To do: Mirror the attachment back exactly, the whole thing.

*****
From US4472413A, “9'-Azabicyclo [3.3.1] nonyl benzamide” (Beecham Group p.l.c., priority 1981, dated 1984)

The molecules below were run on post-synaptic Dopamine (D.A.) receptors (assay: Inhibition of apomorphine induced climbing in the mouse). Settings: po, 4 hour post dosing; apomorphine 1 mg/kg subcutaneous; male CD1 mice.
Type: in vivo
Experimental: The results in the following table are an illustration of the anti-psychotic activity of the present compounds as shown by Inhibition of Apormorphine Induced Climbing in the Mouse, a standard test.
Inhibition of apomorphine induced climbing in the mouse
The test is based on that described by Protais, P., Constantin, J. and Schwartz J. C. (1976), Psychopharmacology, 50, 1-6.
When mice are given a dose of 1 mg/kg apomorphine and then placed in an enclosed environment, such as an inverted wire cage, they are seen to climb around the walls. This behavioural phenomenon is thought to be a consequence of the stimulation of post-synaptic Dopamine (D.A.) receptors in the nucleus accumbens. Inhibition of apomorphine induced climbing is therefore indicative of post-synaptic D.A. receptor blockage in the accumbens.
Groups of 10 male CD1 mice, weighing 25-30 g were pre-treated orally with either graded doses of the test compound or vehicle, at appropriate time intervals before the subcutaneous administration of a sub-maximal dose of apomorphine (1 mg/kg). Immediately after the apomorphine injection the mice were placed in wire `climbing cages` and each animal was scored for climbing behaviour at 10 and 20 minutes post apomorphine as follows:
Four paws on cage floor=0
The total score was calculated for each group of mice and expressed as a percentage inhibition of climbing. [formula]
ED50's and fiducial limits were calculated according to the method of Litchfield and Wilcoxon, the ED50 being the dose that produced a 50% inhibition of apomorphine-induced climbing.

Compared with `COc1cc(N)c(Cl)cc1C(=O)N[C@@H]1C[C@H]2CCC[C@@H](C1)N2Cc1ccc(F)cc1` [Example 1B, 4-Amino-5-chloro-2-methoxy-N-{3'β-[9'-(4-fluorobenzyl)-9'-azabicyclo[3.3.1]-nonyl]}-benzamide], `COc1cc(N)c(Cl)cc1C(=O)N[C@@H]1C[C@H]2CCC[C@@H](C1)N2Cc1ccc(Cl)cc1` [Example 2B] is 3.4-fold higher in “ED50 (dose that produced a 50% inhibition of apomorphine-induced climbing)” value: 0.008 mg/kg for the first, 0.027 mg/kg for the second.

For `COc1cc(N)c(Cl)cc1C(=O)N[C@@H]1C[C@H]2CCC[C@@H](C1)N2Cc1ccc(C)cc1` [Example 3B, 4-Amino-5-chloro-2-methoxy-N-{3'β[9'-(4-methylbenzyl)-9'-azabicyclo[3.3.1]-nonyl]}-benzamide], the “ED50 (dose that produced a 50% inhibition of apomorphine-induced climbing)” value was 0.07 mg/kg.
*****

From US4472413A, “9'-Azabicyclo [3.3.1] nonyl benzamide” (Beecham Group p.l.c., priority 1981, dated 1984)

The molecules below were run on post-synaptic Dopamine (D.A.) receptors (assay: Inhibition of apomorphine induced climbing in the mouse). Settings: po, 4 hour post dosing; apomorphine 1 mg/kg subcutaneous; male CD1 mice.
Type: in vivo
Experimental: The results in the following table are an illustration of the anti-psychotic activity of the present compounds as shown by Inhibition of Apormorphine Induced Climbing in the Mouse, a standard test.
Inhibition of apomorphine induced climbing in the mouse
The test is based on that described by Protais, P., Constantin, J. and Schwartz J. C. (1976), Psychopharmacology, 50, 1-6.
When mice are given a dose of 1 mg/kg apomorphine and then placed in an enclosed environment, such as an inverted wire cage, they are seen to climb around the walls. This behavioural phenomenon is thought to be a consequence of the stimulation of post-synaptic Dopamine (D.A.) receptors in the nucleus accumbens. Inhibition of apomorphine induced climbing is therefore indicative of post-synaptic D.A. receptor blockage in the accumbens.
Groups of 10 male CD1 mice, weighing 25-30 g were pre-treated orally with either graded doses of the test compound or vehicle, at appropriate time intervals before the subcutaneous administration of a sub-maximal dose of apomorphine (1 mg/kg). Immediately after the apomorphine injection the mice were placed in wire `climbing cages` and each animal was scored for climbing behaviour at 10 and 20 minutes post apomorphine as follows:
Four paws on cage floor=0
The total score was calculated for each group of mice and expressed as a percentage inhibition of climbing. [formula]
ED50's and fiducial limits were calculated according to the method of Litchfield and Wilcoxon, the ED50 being the dose that produced a 50% inhibition of apomorphine-induced climbing.

Compared with `COc1cc(N)c(Cl)cc1C(=O)N[C@@H]1C[C@H]2CCC[C@@H](C1)N2Cc1ccc(F)cc1` [Example 1B, 4-Amino-5-chloro-2-methoxy-N-{3'β-[9'-(4-fluorobenzyl)-9'-azabicyclo[3.3.1]-nonyl]}-benzamide], `COc1cc(N)c(Cl)cc1C(=O)N[C@@H]1C[C@H]2CCC[C@@H](C1)N2Cc1ccc(Cl)cc1` [Example 2B] is 3.4-fold higher in “ED50 (dose that produced a 50% inhibition of apomorphine-induced climbing)” value: 0.008 mg/kg for the first, 0.027 mg/kg for the second.

For `COc1cc(N)c(Cl)cc1C(=O)N[C@@H]1C[C@H]2CCC[C@@H](C1)N2Cc1ccc(C)cc1` [Example 3B, 4-Amino-5-chloro-2-methoxy-N-{3'β[9'-(4-methylbenzyl)-9'-azabicyclo[3.3.1]-nonyl]}-benzamide], the “ED50 (dose that produced a 50% inhibition of apomorphine-induced climbing)” value was 0.07 mg/kg.